As of July 6th, APS offices are open to staff and invited visitors. The Society will remain closed to the public for at least the rest of the summer. Library & Museum staff now have access to our collections and will respond to reference and photoduplication requests as soon as possible. However, please note that response times may be delayed due to increased demand. The Society will continue a robust slate of virtual programs throughout the summer and fall. Read more about virtual programming and resources that can be accessed remotely. For further information on the APS reopening and its COVID response, please click here.

2011 Henry M. Phillips Prize

Spring General Meeting
Jeremy James Waldron

The American Philosophical Society awarded the 2011 Henry M. Phillips Prize in Jurisprudence to Jeremy James Waldron. The citation read “in recognition his intellectual leadership in political theory and legal philosophy, including in particular his exploration of such diverse themes as the nature and limits of rights supporting the institution of private property, a jurisprudence of legislation, and a defense of the equality of human beings developed out of Locke’s Christian-based theories of equality, which has brought him recognition as one of the world’s leading legal and political philosophers of his generation.” The award was presented by the Society's Executive Officer, Mary Patterson McPherson, President Emerita, Bryn Mawr College.

The Henry M. Phillips Prize recognizes outstanding lifetime contributions to the field of jurisprudence and the important publications which illustrate that accomplishment. It was established in 1888 by a gift from his sister to be used as an award to honor "real merit on the science and philosophy of jurisprudence."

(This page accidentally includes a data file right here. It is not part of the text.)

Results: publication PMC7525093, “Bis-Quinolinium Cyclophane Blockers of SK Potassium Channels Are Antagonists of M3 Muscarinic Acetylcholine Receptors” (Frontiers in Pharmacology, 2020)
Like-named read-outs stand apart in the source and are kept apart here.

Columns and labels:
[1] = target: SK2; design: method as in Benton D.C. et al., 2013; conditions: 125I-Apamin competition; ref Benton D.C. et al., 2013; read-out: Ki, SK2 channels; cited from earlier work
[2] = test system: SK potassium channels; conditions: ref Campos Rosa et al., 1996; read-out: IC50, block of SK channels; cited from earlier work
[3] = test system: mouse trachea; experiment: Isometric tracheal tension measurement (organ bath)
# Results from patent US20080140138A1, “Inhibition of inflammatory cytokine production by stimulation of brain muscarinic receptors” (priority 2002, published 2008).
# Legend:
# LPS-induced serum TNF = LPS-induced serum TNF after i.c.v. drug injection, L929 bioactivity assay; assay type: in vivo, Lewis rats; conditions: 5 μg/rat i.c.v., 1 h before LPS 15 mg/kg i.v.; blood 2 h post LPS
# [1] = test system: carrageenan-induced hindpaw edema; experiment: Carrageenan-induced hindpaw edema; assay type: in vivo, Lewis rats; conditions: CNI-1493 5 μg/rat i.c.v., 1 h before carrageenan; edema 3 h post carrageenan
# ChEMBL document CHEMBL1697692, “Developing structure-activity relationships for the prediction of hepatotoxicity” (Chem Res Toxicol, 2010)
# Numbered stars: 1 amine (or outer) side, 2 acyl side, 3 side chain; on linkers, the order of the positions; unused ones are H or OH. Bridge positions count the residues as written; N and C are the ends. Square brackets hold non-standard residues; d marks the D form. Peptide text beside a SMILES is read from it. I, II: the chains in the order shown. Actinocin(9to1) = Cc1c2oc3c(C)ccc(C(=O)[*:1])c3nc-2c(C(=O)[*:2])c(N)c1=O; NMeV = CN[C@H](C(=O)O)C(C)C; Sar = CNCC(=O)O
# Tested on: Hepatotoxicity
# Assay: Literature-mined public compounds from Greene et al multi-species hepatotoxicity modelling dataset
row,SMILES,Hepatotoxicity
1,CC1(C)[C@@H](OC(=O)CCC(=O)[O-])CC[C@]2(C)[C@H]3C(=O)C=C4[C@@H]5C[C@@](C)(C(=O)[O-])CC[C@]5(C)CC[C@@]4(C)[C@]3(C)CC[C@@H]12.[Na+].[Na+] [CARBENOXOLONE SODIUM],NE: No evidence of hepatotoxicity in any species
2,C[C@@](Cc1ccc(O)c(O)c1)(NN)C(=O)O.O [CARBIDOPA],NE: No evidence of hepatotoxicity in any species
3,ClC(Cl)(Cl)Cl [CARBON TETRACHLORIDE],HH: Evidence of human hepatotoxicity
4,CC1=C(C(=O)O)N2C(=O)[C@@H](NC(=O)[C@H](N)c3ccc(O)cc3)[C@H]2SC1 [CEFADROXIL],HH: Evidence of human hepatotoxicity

Dr. Waldron is University Professor of Law and Philosophy at the New York University School of Law, and the Chichele Professor in Social and Political Theory at Oxford University.  Waldron works in the fields of political theory and legal philosophy, and his output has been prodigious.  He has explored such diverse themes as the nature and limits of rights-based arguments in support of the institution of private property (The Right to Private Property); the case for legislation as a “dignified mode of governance and a respectable source of law” (The Dignity of Legislation); a jurisprudence of legislation  (Law and Disagreement); and a defense of the equality of human beings developed out of Locke’s Christian-based theories of equality, with modern implications (God, Locke, and Equality).

The Phillips Prize Selection Committee consisted of chair Herma Hill Kay, the Barbara Nachtrieb Armstrong Professor of Law and Former Dean of the School of Law at the University of California, Berkeley; William T. Coleman, Jr., Senior Partner and Senior Counselor at O’Melveny & Myers; Ellen Ash Peters, Judge Trial Referee of the Connecticut Appellate Court and former Chief Justice of the Connecticut Supreme Court; and Louis Pollak, Judge, U.S. District Court, Eastern District of Pennsylvania.